Not only was Tzvetkoff’s invention technically ingenious, it was brilliantly timed: financial transactions on the web were taking off as the internet reached critical mass worldwide. “He just doesn’t think like normal people do,” says a former business associate who remains in awe of Tzvetkoff’s IT abilities. “He almost talks in riddles and you almost have to decipher [them] to work out what he means.”

The baby-faced geek needed someone with business acumen and gravitas to sell his killer app. So in 2004 Tzvetkoff teamed up with lawyer Sam Sciacca, a cousin of former federal Labor MP Con Sciacca, to do the deals. Despite the 12-year age difference, the two became fast friends, and the combination of their skills turned Intabill into one of the biggest online billing companies in the world.

When Tzvetkoff turned up on the BRW Young Rich List in 2008, he said Intabill’s business had grown “10 to 20 per cent” every month since its inception. Five thousand clients in 70 countries – many of them online gambling operators – were using the company’s technology to take payments from customers.

As the money rolled in, so did the baubles. Along with the sports cars and prestige property, Tzvetkoff loaded up on Louis Vuitton gear (his favourite brand) and bought a V8 super car racing team.

The former recluse who had few friends outside work would hold court at Zuri (Swahili for beautiful) in Brisbane’s Fortitude Valley. Lounging among iron gates sourced from Argentinian banks, crystal chandeliers and fabrics reportedly formerly used at the Palace of Versailles, he burnt through wads of cash entertaining international music stars such as Chris Brown and Snoop Dogg.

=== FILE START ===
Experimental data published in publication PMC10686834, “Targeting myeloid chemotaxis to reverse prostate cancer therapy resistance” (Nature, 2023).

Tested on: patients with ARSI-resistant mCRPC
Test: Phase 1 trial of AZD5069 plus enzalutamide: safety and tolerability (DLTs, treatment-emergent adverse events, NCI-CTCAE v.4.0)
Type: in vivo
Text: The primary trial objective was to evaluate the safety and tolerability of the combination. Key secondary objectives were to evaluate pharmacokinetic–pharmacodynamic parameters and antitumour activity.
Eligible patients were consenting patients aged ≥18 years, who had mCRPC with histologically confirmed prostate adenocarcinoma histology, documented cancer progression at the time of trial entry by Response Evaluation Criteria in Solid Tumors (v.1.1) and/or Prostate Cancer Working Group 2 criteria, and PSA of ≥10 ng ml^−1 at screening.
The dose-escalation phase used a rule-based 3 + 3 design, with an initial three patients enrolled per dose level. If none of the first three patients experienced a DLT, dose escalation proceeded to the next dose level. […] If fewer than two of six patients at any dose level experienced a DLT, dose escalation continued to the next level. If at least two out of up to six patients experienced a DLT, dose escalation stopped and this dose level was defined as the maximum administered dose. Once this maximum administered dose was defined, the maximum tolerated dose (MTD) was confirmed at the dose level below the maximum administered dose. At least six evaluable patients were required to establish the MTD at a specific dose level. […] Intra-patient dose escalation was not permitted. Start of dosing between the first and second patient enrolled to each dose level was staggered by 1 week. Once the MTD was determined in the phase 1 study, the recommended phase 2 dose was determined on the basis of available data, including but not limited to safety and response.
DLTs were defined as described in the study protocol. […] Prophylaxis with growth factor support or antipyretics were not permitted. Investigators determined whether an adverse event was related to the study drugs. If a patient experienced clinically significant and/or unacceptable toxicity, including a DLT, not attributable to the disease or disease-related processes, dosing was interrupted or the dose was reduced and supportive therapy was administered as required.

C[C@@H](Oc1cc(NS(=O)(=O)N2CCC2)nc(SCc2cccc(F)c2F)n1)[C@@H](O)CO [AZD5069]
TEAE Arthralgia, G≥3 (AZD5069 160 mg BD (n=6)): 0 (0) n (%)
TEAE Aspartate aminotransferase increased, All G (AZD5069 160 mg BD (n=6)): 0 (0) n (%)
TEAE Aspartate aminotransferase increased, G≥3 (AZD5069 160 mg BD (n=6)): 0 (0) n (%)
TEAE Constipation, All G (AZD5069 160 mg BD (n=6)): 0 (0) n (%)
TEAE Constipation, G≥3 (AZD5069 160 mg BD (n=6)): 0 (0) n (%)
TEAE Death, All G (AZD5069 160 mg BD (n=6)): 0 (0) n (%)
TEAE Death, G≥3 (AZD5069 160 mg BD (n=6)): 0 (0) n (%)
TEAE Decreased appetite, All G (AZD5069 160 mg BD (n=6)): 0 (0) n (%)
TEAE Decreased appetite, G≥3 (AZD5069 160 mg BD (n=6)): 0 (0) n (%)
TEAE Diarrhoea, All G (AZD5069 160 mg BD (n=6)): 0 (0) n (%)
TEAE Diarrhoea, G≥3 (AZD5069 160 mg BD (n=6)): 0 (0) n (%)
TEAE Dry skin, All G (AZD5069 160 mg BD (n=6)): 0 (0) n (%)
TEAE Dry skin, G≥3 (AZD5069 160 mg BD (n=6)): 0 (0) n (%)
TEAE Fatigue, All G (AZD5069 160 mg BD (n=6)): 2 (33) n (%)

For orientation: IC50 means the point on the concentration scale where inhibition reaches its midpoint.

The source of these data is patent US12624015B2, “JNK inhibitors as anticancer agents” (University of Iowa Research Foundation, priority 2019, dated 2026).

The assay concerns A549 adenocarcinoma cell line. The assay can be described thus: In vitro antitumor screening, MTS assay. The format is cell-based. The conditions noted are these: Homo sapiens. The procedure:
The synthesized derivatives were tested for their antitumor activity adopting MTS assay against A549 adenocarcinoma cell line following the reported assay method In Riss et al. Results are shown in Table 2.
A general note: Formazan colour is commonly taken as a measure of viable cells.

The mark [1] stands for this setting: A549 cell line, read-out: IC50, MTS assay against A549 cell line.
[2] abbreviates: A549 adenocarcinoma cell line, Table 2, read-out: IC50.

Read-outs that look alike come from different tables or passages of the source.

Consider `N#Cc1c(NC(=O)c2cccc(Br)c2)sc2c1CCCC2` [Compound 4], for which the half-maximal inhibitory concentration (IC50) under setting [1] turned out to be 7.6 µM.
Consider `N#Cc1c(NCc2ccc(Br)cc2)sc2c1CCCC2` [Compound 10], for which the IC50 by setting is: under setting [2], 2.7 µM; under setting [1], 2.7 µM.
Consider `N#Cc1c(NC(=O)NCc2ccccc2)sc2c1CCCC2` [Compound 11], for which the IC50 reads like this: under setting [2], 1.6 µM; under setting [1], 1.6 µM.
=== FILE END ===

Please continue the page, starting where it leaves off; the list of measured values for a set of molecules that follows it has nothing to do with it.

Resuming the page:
Yet Tzvetkoff wanted more. Soon he was spending most of his time in Las Vegas, where the spending and partying continued as he set up payment processing systems for internet gambling companies.

BUT Tzvetkoff couldn’t make his millions last until his 26th birthday.

In early 2009 US poker sites Full Tilt Poker and PokerStars started complaining they were owed money, even though Intabill’s books showed all accounts were up to date. Full Tilt Poker took Intabill to court, claiming it had stolen tens of millions of dollars. Sciacca brought in a forensic auditor who discovered that in six months Tzvetkoff had allegedly siphoned off millions of dollars of company funds to pay for his Las Vegas lifestyle.

Money owing to business partners was being frittered away on yet more luxuries, such as a new Lamborghini, an $80,000 advanced driving course and a $70,000 golf membership. It is alleged that this is just the tip of the iceberg.

In July 2009 Intabill collapsed with not one cent left in the bank — although liquidators KordaMentha found nearly $50 million had mysteriously been transferred to Tzvetkoff’s personal bank accounts as “loans”. Now Sciacca turned on his business partner and friend, suing him for $100 million, alleging he had inflated company profits and falsified accounts.